The Bling Ring opens with grainy security camera footage of a gaggle of teenagers hopping a fence and robbing someone. The night vision was a nice touch considering that the film is about Millennial punks robbing a pseudo celebrity who's best known for a "leaked" sex tape shot in the same style.
Soon after, we're introduced to Marc (Israel Broussard), the new kid at an L.A. area high school for dropouts and burnouts. He links up with Rebecca (Katie Chang) and her glam-trash version of The Plastics, comprised of Nicki (Emma Watson), Chloe (Claire Julien) and Sam (Taissa Farmiga).
Rebecca and Marc start to earn their B&E chops by raiding cars outside ritzy neighborhood parties and dropping by to check-in on a "friend" while he's out of town. Eventually, they decide to get things turnt up and find themselves playing a highly illegal game of dress-up at Paris Hilton's pad. Rebecca gives her cronies a call and suddenly it's all, "get in losers, we're going robbing."
The rest of the film should have been a two-minute montage, but drags on for what feels like an eternity. Teenagers doing drugs. Teenagers rapping along with their favorite songs. Teenagers driving around in expensive cars. Teenagers playing dress-up and robbing celebrities. Teenagers doing drugs and rapping along with their favorite songs while driving expensive cars to go play dress-up and rob celebrities.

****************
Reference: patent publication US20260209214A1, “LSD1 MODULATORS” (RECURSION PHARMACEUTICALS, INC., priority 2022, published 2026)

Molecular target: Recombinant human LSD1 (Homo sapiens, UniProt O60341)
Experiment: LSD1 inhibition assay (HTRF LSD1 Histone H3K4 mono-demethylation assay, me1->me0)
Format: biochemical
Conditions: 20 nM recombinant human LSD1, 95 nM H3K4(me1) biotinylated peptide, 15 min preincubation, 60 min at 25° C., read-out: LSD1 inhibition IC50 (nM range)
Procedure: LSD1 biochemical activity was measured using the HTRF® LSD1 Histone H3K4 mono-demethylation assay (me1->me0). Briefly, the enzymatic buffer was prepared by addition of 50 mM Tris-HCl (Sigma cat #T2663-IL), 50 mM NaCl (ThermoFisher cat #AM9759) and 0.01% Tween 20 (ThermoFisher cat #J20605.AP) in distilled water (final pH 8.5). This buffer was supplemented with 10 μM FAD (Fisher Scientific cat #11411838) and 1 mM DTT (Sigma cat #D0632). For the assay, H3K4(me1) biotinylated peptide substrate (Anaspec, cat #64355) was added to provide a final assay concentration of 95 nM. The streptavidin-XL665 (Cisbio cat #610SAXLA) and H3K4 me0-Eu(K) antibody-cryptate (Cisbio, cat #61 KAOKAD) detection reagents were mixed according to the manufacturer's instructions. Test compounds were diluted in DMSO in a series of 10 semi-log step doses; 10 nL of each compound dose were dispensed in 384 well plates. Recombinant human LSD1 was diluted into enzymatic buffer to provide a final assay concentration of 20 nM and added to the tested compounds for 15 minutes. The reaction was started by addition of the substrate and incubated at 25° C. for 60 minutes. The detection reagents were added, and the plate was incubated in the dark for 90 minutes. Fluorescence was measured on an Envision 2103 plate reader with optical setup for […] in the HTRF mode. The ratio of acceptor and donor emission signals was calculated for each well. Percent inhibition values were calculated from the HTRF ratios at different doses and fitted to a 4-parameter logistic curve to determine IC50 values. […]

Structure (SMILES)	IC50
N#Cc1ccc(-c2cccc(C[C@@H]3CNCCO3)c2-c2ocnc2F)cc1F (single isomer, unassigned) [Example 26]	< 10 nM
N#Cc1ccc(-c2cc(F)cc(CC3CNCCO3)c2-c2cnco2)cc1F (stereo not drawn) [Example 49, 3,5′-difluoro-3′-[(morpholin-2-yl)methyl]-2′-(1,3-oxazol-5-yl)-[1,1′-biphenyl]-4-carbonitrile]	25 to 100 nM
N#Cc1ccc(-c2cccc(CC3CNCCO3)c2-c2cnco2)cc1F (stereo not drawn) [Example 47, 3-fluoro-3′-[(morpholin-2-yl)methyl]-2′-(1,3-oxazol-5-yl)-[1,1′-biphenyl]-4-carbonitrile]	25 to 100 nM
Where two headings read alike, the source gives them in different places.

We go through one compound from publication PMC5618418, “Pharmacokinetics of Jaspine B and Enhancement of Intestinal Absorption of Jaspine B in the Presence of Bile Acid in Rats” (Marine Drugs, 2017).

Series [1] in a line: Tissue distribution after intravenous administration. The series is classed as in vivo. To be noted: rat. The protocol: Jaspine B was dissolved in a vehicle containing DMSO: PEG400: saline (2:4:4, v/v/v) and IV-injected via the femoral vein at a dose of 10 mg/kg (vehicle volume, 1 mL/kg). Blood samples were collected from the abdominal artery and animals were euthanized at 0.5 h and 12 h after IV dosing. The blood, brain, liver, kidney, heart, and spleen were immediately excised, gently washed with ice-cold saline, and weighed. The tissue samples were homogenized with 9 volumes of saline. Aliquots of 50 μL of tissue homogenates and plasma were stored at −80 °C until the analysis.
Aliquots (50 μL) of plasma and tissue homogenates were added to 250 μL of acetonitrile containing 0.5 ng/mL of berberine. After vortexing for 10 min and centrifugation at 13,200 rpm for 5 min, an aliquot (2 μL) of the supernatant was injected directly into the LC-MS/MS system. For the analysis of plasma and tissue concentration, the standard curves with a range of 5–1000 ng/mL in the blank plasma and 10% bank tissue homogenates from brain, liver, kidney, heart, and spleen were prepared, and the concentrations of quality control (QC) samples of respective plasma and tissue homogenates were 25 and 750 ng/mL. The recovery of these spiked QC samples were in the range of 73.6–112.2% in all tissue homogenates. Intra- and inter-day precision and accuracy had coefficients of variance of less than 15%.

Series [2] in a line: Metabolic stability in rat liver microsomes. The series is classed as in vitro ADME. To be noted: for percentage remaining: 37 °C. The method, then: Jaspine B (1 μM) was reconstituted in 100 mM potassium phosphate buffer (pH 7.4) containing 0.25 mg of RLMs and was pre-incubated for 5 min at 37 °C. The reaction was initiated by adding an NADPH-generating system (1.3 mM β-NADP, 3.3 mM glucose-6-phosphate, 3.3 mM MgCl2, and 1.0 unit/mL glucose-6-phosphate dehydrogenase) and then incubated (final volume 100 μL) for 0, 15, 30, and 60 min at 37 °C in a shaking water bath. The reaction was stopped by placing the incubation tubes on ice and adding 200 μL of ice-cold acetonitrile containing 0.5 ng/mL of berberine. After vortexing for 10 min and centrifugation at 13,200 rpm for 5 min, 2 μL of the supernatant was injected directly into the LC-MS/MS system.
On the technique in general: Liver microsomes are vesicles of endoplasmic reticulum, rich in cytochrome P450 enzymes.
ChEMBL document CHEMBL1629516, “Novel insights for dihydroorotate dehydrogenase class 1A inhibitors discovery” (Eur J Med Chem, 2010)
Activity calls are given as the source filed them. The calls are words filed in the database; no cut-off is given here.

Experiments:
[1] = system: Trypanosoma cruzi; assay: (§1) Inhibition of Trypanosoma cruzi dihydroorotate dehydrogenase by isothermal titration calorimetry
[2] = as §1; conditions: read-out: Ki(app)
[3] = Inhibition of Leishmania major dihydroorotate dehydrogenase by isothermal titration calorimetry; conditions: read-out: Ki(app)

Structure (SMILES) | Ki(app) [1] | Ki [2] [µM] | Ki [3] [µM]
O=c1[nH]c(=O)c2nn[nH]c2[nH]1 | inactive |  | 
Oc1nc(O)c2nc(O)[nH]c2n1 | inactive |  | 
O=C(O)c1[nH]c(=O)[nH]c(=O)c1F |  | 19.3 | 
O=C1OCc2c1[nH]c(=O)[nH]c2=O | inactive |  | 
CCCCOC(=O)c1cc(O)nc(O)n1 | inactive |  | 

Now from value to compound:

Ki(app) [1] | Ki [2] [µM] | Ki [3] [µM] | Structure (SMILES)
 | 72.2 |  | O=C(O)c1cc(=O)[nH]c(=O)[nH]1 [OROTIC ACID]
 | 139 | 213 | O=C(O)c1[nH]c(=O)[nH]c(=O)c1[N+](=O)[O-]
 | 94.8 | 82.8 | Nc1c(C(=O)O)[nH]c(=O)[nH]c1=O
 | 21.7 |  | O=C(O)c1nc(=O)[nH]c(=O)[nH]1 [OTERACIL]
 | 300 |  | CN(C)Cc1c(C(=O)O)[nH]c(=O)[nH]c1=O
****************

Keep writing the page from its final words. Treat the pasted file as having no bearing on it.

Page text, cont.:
Coppola glosses over the circumstances and relationships in Marc, Rebecca, and Nicki's world, but doesn't draw the audience in. The time jumps to the kids answering questions for a reporter from Vanity Fair add little to the depth of the characters. These brats should make the audience want to holler "GET OFF MY LAWN!" in unison. Instead, the spoiled posse hardly elicits an exasperated sigh or an eye roll.
Back when Spring Breakers came out, I lampooned it as Mouseketeer porn and pushed it aside as I read ahead of the class in anticipation of Sofia Coppola's forthcoming The Bling Ring. As it turns out, Spring Breakers may have been a gratuitous, #YOLO neck tattoo of a film, but, after seeing The Bling Ring, Harmony Korine's repetitive vulgarity feels significantly more decisive and efficient. Spring Breakers fell far short of perfect, but The Bling Ring manages to nestle between Korine's film and the wrong end of that spectrum.
On a scale of Gigli to Lost in Translation, The Bling Ring is a tedious 3. If you insist on spending 90 minutes watching super rich kids play dress-up and post selfies to Instagram, there's always Friday night at the King of Prussia Mall.